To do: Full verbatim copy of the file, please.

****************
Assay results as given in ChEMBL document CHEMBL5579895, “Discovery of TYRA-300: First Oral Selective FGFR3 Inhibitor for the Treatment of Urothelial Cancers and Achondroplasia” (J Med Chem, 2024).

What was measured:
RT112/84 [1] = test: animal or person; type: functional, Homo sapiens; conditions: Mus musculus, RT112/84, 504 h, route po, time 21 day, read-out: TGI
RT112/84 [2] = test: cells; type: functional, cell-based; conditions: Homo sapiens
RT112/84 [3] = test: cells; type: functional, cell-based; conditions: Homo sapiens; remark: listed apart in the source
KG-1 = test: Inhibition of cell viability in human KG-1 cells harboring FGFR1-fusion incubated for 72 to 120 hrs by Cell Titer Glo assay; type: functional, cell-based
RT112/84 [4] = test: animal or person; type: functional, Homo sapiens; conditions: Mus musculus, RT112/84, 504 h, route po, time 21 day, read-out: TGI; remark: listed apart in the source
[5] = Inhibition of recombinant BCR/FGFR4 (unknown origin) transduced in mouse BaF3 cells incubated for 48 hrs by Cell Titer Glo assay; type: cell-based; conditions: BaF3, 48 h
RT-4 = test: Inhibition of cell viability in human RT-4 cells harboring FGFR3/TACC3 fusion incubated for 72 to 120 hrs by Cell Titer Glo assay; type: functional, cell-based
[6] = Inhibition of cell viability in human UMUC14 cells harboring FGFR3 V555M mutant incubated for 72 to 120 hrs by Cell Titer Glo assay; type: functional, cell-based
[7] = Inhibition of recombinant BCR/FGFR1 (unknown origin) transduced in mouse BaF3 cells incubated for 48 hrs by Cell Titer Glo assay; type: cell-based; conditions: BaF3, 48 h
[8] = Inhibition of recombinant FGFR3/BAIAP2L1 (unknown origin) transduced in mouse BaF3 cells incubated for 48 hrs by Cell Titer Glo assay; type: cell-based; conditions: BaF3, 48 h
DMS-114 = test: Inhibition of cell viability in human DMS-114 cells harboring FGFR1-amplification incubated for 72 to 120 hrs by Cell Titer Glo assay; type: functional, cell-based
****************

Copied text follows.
Assay results as given in ChEMBL document CHEMBL5579895, “Discovery of TYRA-300: First Oral Selective FGFR3 Inhibitor for the Treatment of Urothelial Cancers and Achondroplasia” (J Med Chem, 2024).

What was measured:
RT112/84 [1] = test: animal or person; type: functional, Homo sapiens; conditions: Mus musculus, RT112/84, 504 h, route po, time 21 day, read-out: TGI
RT112/84 [2] = test: cells; type: functional, cell-based; conditions: Homo sapiens
RT112/84 [3] = test: cells; type: functional, cell-based; conditions: Homo sapiens; remark: listed apart in the source
KG-1 = test: Inhibition of cell viability in human KG-1 cells harboring FGFR1-fusion incubated for 72 to 120 hrs by Cell Titer Glo assay; type: functional, cell-based
RT112/84 [4] = test: animal or person; type: functional, Homo sapiens; conditions: Mus musculus, RT112/84, 504 h, route po, time 21 day, read-out: TGI; remark: listed apart in the source
[5] = Inhibition of recombinant BCR/FGFR4 (unknown origin) transduced in mouse BaF3 cells incubated for 48 hrs by Cell Titer Glo assay; type: cell-based; conditions: BaF3, 48 h
RT-4 = test: Inhibition of cell viability in human RT-4 cells harboring FGFR3/TACC3 fusion incubated for 72 to 120 hrs by Cell Titer Glo assay; type: functional, cell-based
[6] = Inhibition of cell viability in human UMUC14 cells harboring FGFR3 V555M mutant incubated for 72 to 120 hrs by Cell Titer Glo assay; type: functional, cell-based
[7] = Inhibition of recombinant BCR/FGFR1 (unknown origin) transduced in mouse BaF3 cells incubated for 48 hrs by Cell Titer Glo assay; type: cell-based; conditions: BaF3, 48 h
[8] = Inhibition of recombinant FGFR3/BAIAP2L1 (unknown origin) transduced in mouse BaF3 cells incubated for 48 hrs by Cell Titer Glo assay; type: cell-based; conditions: BaF3, 48 h
DMS-114 = test: Inhibition of cell viability in human DMS-114 cells harboring FGFR1-amplification incubated for 72 to 120 hrs by Cell Titer Glo assay; type: functional, cell-based